Florida State Standards and WIDA Standards

The Language Arts Florida Standards (LAFS) include the English Language Arts standards in grades K-12 as well as the content-area literacy standards for middle school and high school instruction in the following content areas: history/social studies, science, and technical subjects.

The WIDA English Language Development Standards were adopted by Florida in June, 2014.   The English Language Development Standards are organized into the following four domains and six proficiency levels:

• Listening, Speaking, Reading, Writing
• Six language proficiency levels: 1-Entering, 2-Beginning, 3-Developing, 4-Expanding,
5-Bridging, and  6-Reaching
• Five grade-level clusters: PreK–K, 1–2, 3–5, 6–8, and 9–12.

To find more information on these standards please visit the site listed below. 

2014 Language Arts Florida Standards

2014 Mathematics Florida Standards

WIDA English Language Development Standards

ELL Proficiency Levels (PDF)

Understanding the proficiency levels of you ELLs is crucial to their success.  The WIDA site contains comprehensive information regarding the proficiency levels of ELLs.  The proficiency levels range from Newcomer (Pre-Production), Early Production, Speech Emergent, and Intermediate.  The ELL Proficiency Level PDF here will serve as a condensed guide, and will give you a brief overview of each of the proficiency levels and what and examples of what and ELL can produce in terms of reading, writing, speaking, at each of those levels.  There is also information regarding which instructional strategies work best for each of the levels.  Each student is going to range in their proficiency level.  You will need to vary your activities and instructional practices for each student based on their level, making sure that you are providing realia, visual aids, graphic organizers, and any other support to increase language proficiency.

ESOL Strategies (PDF)


Vocabulary Development and Grammar Instruction

Teaching contextualized and robust grammar and vocabulary through the use of appropriate instructional strategies is crucial to the success of an ELL student, as well as their ability to improve their language proficiency and vocabulary.  Understanding vocabulary in context is critical to reading comprehension, writing, listening and speaking skills. Vocabulary words should be tiered, and always taught in context.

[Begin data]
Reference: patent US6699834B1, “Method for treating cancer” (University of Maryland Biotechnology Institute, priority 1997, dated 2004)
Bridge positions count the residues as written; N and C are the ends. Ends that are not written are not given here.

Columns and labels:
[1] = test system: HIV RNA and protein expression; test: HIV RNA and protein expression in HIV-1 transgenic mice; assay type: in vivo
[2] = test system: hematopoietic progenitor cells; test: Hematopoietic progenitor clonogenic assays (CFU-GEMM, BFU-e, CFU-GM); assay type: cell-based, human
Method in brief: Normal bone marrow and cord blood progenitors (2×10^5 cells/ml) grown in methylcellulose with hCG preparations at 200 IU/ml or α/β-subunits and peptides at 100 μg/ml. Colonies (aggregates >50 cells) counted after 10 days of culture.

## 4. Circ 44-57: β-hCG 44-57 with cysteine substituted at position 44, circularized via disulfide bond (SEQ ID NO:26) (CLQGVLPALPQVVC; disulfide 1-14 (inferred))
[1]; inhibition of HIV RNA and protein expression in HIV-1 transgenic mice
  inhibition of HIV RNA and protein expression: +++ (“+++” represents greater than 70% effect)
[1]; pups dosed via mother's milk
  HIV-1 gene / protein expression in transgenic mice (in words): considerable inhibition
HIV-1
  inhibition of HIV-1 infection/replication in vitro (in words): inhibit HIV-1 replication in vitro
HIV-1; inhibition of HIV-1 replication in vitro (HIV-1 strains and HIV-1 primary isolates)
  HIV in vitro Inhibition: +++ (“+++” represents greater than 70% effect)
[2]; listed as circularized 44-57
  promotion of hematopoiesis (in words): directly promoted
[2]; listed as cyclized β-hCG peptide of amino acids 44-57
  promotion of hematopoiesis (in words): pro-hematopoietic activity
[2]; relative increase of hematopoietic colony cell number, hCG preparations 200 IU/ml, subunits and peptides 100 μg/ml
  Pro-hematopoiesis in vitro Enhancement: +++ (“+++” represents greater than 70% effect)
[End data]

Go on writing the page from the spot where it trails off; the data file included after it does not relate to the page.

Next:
Additionally, grammar should be explicitly taught, and contextualized throughout your lessons.  It is important to remember that you consider the task and level of language necessary to complete the task.  Then consider how you will differentiate or make accommodations for your ELL students, depending on their proficiency level.   As you are planning consider asking yourself the following questions:

• What language forms or functions are necessary for my students to understand and complete the task?
• What grammatical forms should I address prior, during, and after the lesson?
• What level are my ELLs and will they have the necessary language development to complete the required task?
• How will I modify the text, lesson, or my delivery to make it the most comprehensible for the ELLs in my classroom?

Academic Language and ELLs: What Teachers Need to Know


6 Steps for Successful Vocabulary Instruction (Adapted from New Levine and McCloskey, 2nd Edition, Teaching English Language Content in the Mainstream Classes)

1. Present, pronounce and define the word.  – How will you present the word in context? How will you define the word? How will you practice or teach the pronunciation of the word?  Are there any cognates for the word?

2. Assist students in pronouncing the word a number of times.   How can you include a game, activity, call and response, or other techniques to engage the students in this part of the vocabulary development process?

3. Provide examples of the word used in different contexts.  Does the word have multiple meanings? If so, what are the multiple meanings? How will you provide an opportunity for the students to learn and experience the multiple meanings of the word?

4. What activities will you carry out to actively engage the learners with the word?  How will you provide a variety of encounters with the word that lead to deep, rich understanding? How will you provide opportunities for them to use the word in context?

5. Create a visual representation of the word.  What types of activities could you use to allow the students to engage visually with the word (semantic mapping, word walls, personal dictionaries, word squares, visual aids such as photos or realia, etc.)

6. Discuss alternate forms of the word.  What is the function of this word? Is it a noun, verb, adverb, adjective? How does the meaning of the word change depending on its part of speech? Are there any cognates for the word? If so, what are they?